Anyone needing to understand the ethical and legal considerations of writing and creative work. This course also covers morality, censorship, advertising work, and SEO, making it well-suited for entry- through managerial-level in many B2B and B2C industries (such as public relations, advertising, promotional and marketing companies, and small or alternative publishers just starting out).

Those seeking an alternate route to being published will also benefit from the clear mapping of responsibility, hierarchy, and management in the industry, alongside a grounding in legal and ethical issues involved in publishing.

Editors wanting to improve their knowledge of publishing and the general market to better reach potential clientele, or offer new services to their clients, including a deeper understanding of legal and ethical concerns (building on the ideas discussed in Publishing I).

At the end of this course you will:

  • Understand the differences between different types of publishing
  • Understand some of the moral, ethical, and legal considerations and their relation to publishing (including the difference between defamation, seditious libel, and criminal libel)
  • Know what is involved in print media vs. digital media, and have an understanding of some of the software involved
  • Understand some of the marketing and distribution systems involved in publishing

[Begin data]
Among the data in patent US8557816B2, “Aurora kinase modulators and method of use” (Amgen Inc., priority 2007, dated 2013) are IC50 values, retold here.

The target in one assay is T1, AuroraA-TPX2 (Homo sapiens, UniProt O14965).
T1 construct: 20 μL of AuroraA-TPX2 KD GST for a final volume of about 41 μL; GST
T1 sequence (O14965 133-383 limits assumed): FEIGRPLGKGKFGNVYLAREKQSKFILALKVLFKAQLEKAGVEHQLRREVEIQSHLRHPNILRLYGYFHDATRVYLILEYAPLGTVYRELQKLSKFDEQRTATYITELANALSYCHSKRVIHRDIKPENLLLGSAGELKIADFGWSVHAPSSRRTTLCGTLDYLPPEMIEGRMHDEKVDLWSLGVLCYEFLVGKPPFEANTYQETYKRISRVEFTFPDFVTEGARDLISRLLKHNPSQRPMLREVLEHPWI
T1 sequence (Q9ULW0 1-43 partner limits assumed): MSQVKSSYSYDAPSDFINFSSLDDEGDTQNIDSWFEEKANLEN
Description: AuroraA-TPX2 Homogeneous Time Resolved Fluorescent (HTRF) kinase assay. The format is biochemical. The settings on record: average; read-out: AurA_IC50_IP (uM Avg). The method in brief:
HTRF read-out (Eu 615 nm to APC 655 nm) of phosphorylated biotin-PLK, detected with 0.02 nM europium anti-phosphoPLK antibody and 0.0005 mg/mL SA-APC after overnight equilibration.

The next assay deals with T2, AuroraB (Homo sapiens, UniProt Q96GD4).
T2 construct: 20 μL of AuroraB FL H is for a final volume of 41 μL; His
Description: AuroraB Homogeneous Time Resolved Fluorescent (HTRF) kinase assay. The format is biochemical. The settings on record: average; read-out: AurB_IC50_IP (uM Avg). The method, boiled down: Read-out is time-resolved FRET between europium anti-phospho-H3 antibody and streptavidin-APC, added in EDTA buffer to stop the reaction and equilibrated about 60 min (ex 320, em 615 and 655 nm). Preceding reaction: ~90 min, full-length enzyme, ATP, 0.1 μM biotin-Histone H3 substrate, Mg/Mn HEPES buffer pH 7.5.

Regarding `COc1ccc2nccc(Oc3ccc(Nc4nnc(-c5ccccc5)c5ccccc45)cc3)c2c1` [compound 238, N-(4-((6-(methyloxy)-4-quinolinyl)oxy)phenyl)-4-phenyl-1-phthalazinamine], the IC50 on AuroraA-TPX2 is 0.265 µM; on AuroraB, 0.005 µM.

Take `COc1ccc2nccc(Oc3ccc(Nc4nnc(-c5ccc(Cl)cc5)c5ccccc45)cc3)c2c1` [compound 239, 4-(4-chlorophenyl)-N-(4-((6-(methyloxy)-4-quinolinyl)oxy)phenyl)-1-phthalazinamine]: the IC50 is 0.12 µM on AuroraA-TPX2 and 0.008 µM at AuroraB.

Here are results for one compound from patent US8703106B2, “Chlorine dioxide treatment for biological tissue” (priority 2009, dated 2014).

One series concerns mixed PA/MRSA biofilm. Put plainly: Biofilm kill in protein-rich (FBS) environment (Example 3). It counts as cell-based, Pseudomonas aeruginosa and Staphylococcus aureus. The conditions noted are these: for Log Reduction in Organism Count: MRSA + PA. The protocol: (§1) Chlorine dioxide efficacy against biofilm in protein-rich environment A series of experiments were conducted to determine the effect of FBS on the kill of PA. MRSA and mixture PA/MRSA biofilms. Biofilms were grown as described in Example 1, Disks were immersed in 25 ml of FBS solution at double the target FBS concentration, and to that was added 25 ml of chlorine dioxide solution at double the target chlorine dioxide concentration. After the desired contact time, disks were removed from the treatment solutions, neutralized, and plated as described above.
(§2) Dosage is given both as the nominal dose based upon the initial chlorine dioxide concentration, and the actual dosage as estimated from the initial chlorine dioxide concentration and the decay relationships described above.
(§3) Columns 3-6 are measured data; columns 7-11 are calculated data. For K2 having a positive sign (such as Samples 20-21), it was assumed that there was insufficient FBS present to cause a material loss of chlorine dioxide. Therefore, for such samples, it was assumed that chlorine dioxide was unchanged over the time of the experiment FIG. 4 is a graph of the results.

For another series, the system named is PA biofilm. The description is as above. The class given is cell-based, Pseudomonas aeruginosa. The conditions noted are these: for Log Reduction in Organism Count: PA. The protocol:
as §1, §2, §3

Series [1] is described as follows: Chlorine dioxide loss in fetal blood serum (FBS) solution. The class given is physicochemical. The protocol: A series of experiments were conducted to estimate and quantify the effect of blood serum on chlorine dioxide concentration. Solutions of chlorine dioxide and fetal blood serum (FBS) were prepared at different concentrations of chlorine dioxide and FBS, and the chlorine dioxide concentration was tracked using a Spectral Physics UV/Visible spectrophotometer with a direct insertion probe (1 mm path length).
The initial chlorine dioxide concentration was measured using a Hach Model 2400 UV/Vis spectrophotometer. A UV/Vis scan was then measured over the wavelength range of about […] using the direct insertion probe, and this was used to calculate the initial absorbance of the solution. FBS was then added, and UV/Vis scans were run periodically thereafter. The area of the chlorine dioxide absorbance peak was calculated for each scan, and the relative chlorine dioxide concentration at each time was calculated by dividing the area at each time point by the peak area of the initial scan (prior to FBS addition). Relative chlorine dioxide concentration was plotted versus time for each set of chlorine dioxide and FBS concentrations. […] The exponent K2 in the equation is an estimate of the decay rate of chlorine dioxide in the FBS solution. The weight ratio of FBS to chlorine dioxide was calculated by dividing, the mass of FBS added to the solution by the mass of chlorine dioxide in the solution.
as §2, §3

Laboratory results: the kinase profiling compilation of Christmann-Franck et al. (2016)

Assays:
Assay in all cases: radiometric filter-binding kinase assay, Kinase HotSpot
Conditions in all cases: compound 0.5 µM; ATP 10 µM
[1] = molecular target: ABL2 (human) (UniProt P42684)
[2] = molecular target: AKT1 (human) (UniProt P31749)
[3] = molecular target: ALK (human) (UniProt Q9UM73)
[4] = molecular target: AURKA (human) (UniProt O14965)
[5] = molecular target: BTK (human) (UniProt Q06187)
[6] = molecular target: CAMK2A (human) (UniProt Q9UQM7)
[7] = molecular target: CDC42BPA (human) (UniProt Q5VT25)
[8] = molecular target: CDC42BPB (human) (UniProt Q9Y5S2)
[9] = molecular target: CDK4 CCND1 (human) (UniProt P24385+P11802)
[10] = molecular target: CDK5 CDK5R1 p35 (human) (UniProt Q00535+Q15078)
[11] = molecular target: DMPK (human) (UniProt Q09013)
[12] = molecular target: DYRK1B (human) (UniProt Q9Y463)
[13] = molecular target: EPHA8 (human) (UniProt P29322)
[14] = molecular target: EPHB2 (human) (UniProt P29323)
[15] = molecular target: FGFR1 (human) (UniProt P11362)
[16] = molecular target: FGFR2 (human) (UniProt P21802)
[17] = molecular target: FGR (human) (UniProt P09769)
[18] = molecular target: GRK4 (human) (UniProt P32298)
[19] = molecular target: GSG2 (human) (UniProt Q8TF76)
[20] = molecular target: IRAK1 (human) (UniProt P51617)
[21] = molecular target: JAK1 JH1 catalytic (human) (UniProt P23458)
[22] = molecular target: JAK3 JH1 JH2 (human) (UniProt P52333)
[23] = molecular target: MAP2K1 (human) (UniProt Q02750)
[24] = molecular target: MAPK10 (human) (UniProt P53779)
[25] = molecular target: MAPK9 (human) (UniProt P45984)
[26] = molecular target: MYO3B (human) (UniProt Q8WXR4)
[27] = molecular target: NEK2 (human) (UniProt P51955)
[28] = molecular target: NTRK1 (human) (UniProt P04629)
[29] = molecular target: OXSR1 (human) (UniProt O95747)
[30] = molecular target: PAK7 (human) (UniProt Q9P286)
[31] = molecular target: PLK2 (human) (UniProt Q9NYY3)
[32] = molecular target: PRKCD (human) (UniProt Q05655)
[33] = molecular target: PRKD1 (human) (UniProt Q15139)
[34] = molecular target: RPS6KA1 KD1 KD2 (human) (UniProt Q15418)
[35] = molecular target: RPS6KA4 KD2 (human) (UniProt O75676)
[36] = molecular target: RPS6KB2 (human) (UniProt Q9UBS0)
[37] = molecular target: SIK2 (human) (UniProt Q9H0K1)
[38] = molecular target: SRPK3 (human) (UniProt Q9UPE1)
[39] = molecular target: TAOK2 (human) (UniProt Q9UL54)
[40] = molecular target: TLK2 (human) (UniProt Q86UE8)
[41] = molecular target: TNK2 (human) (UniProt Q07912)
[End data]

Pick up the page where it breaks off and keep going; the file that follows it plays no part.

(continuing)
Next steps:


• Reputation: well-known and respected in publishing and writing
  The school runs a successful publishing business, the principal has been
  editor of national magazines; many of the staff are published authors)
• Industry focus: courses designed to suit industry needs and expectations
• Different focus: develop problem solving skills that make you stand out from others
• Hands on: develop practical as well as theoretical skills
• Lots of help: dedicated and knowledgeable tutors.
• Efficient: prompt responses to your questions
• Reliable: established in 1979, independent school with a solid history
• Up to date: courses under constant review
• Resources:  huge wealth of constantly developing intellectual property
• Value: courses compare very favourably on a cost per study hour basis
• Student amenities: online student room, bookshop, ebooks, social networking, acs garden online resources.


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John Mason

Writer, Manager, Teacher and Businessman with over 40 years interenational experience covering Education, Publishing, Leisure Management, Education, and Horticulture. He has extensive experience both as a public servant, and as a small business owner. J
Jacinda Cole

Former operations manager for highly reputable Landscape firm, The Chelsea Gardener, before starting his own firm. Gavin has over 20 years of industry experience in Psychology, Landscaping, Publishing, Writing and Education. Gavin has a B.Sc., Psych.Cert.
Rachel Syers

Rachel has worked as a newspaper journalist for the past 15 years in a range of roles from sub-editor and social columnist to news reporter, covering rounds such as education, health, council, music, television, court, police, Aboriginal and Islander affa
Rosemary Davies

Businesswoman, Journalist, Editor, Broadcaster, Teacher, Consultant for over 30 years.